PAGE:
So, now I understand that Don Quixote was a greater influencer, as was Dickens’ novel Our Mutual Friend. But at the time, I was doubly impressed that Dickens’ character could influence Dostoevsky’s to such a great extent and was excited to dig into the book. And I was at a time in my life when I was ripe for humour and ready to be entertained.
Oh, I laughed while reading The Pickwick Papers. I laughed from the opening lines until the ending. It was the first time I remember laughing after my brother’s death. I laughed so hard that when I was in public, I had to close the book so people wouldn’t drag me to an asylum. I laughed so hard I cried.
Now I can see some of the underlying, more somber, social statements in the book that I wasn’t ready to see at the time. But Pickwick Papers remains for me the book that made me laugh for the first time in over a year.
Where am I going with all this? I’m not sure. But Jesus is more than the morose self-sacrifice of Prince Myshkin. And he is more than the innocent jovial gaiety of Samuel Pickwick. These are just two minor facets of a perfect diamond. No one could mistake him for an idiot because in all his “positively beautiful” goodness, there is also strength. He is someone who can stand at the rubble of humanity as he is about to be sacrificed and say, “Be of good cheer. I have overcome the world.”*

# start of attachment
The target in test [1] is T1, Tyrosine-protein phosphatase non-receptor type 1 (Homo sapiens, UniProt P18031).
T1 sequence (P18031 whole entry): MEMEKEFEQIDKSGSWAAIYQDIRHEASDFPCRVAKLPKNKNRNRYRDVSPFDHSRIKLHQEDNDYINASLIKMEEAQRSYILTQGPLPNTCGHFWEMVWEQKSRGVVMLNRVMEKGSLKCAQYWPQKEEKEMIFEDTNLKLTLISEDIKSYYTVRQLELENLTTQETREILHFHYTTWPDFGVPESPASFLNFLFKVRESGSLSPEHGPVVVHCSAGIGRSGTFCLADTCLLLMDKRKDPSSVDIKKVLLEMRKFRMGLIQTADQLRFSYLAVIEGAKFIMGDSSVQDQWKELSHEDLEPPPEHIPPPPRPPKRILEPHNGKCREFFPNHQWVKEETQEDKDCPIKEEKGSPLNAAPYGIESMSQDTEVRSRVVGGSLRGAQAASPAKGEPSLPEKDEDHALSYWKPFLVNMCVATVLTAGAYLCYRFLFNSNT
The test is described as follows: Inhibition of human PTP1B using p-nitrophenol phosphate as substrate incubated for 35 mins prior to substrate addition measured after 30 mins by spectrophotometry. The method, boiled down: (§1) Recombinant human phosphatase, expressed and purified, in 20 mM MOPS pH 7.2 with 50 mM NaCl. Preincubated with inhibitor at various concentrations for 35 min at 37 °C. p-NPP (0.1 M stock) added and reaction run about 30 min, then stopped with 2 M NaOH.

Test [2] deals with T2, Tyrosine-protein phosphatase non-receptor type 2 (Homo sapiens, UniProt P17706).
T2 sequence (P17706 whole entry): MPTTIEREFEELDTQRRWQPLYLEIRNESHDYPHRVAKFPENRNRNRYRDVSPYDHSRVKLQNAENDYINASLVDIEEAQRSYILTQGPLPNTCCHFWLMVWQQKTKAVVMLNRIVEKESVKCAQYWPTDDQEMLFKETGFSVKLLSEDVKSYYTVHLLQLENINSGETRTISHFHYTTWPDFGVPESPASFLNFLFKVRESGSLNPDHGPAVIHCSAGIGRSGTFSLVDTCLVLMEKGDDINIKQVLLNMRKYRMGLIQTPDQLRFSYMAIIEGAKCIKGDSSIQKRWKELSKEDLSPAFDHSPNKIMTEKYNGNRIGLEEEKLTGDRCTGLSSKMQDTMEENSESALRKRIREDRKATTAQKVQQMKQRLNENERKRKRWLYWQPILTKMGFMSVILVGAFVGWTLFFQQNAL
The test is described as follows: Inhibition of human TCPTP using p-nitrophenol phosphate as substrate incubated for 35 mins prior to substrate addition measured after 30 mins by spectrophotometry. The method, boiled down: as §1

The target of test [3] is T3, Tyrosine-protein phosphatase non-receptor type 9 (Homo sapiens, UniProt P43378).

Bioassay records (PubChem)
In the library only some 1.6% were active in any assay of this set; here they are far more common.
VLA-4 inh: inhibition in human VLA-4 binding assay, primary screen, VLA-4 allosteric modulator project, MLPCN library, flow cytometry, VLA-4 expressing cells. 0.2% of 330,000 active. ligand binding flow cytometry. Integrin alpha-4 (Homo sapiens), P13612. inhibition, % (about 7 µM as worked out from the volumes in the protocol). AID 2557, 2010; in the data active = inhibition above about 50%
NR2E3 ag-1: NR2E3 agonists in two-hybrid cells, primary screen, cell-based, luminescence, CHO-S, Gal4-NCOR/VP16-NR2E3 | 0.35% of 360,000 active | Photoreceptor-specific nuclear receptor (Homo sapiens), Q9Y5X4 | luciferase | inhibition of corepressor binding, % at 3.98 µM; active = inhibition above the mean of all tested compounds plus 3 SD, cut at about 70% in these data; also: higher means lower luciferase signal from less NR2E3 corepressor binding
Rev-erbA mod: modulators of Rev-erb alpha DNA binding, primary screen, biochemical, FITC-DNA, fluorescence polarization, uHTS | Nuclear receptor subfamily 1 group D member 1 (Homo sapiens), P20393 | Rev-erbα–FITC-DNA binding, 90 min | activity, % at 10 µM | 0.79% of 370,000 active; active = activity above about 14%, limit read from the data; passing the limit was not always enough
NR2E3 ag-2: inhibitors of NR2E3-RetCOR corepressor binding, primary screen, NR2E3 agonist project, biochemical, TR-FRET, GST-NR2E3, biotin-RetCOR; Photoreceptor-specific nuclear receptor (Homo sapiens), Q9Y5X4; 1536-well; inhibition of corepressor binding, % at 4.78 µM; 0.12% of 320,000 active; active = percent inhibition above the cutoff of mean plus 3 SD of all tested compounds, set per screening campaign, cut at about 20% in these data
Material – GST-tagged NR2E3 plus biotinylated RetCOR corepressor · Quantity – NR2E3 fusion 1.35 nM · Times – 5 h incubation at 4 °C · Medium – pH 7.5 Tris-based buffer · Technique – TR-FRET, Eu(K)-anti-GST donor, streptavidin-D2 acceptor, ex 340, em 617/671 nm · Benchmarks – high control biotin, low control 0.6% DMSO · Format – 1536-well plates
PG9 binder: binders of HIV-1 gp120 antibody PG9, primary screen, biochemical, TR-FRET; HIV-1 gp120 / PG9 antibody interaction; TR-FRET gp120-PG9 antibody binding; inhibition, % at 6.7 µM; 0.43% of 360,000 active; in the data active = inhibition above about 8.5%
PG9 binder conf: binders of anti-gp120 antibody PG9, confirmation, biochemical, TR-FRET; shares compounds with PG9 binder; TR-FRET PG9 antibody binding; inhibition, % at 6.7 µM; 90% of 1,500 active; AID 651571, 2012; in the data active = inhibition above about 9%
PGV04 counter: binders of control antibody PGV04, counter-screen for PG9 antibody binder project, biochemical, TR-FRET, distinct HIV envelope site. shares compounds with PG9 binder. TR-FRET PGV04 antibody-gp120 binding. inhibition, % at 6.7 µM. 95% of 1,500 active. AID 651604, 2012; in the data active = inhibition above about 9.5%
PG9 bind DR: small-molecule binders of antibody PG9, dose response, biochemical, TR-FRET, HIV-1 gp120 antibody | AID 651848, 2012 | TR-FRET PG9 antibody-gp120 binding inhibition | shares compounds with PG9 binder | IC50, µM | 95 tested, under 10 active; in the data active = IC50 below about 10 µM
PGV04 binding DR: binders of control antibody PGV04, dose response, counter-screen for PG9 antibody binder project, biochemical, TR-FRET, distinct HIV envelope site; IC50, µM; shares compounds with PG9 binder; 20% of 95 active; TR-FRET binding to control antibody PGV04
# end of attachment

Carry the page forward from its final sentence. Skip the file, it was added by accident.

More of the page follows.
* John 16:33 (I have referenced this before, but it bears repeating).
“Are you tired? Worn out? Burned out on religion? Come to me. Get away with me and you’ll recover your life. I’ll show you how to take a real rest. Walk with me and work with me—watch how I do it. Learn the unforced rhythms of grace. I won’t lay anything heavy or ill-fitting on you. Keep company with me and you’ll learn to live freely and lightly.” (MSG)
Jesus’ yoke is not a set of religious rules; it’s freedom. It’s walking with someone who understands suffering, but who remains steadfast and lighthearted. His way is so unlike our way where human worth is based on achievement. The very notion of his simplistic goodness seems … idiotic.
Nevertheless, it’s real.